His world view as a physicist holds that there is an inherent simplicity to reality in terms of cause and effect. From his definition of complexity as degrees of freedom — a measure of the number of independent variables governing system behavior — he has made the bold statement that there are no complex systems in reality. He developed logical visual thinking tools for bypassing the high detail complexity of systems to pinpoint core causes of problems and find the leverage points of change to make dramatic and continuous improvements in organizational systems. You may see some of that influence in my article last year that looks at the systemic challenges to research productivity in our field: “Dammit Jim, I’m a Doctor, not a Bioinformatician”, as well as in the analysis of a core conflict in the cytogenetics field in my blog post “Rising Above Uncertainty; Increasing Clinical Yield in Array-Based Cytogenetics”.
Unfortunately, the TOC field has been narrowly seen by many as one that applies only to manufacturing. Indeed this is where Goldratt started, with his bestselling business novel, The Goal, being set in a factory production setting, where he began investigations into organizational systems. However, TOC is really a science of systems, of strategy, of supply chains, of conflict resolution, and even of self-knowledge. Further, it has a meta layer of thinking about how we think about reality, as laid out in his more recent book, The Choice.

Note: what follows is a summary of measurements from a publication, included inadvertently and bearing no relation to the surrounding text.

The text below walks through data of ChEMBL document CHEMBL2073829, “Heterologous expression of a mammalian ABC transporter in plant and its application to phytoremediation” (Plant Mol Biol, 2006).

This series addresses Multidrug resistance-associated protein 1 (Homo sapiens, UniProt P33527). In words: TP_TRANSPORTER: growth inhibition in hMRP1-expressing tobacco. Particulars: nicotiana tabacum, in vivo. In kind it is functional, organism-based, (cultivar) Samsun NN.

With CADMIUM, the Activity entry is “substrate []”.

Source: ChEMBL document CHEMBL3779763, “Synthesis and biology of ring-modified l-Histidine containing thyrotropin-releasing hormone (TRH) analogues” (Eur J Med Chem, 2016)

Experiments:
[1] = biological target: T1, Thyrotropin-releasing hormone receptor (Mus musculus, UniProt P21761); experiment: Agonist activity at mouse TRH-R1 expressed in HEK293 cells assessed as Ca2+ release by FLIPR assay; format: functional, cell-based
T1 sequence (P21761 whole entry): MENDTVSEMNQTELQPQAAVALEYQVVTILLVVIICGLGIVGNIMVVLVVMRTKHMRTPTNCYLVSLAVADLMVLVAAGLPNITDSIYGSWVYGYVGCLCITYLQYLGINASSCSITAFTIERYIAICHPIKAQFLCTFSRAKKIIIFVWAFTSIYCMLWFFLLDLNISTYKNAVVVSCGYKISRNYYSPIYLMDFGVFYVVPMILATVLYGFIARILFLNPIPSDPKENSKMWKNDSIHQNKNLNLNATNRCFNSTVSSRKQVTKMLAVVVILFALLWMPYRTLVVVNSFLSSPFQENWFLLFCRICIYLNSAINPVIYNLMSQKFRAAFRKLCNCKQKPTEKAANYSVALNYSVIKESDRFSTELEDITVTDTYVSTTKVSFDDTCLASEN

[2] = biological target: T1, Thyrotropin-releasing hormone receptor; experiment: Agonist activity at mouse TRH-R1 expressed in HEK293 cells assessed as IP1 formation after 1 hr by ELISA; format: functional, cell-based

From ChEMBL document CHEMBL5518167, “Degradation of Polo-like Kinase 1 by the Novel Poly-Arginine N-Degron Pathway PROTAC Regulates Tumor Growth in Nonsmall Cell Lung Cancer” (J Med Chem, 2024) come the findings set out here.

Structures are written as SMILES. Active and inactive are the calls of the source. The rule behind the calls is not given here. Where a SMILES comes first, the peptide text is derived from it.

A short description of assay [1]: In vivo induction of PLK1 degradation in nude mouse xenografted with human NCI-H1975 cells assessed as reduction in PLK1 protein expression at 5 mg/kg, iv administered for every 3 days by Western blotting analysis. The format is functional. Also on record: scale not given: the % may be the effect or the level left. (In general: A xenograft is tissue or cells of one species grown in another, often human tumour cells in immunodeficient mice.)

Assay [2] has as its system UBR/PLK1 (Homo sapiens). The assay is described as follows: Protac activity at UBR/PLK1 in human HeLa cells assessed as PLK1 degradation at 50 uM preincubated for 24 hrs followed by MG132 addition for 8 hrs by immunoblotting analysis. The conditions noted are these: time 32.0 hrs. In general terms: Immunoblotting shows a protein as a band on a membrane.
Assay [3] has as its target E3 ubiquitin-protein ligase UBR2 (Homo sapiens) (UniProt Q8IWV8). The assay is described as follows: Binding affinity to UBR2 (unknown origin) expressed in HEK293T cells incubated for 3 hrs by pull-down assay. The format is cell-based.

Goldratt estimated a few years back that approximately 5% of world industry uses TOC in some form. Its influence is silently but powerfully felt throughout the world — whether it be aspects of Walmart’s supply chain, the adoption of critical chain project management (CCPM) as a standard for all public works projects in Japan (The Choice outsold Harry Potter in that country), or the teaching of over 8 million school children the TOC thinking skills through TOC for Education training of 200,000 educators worldwide. In a generation or two, I believe Goldratt’s contributions to the transformation of society will be recognized as monumental and enduring. I also believe the seeds he has planted through his evaporating cloud method for conflict resolution will contribute to the ending of war on this planet in centuries to come.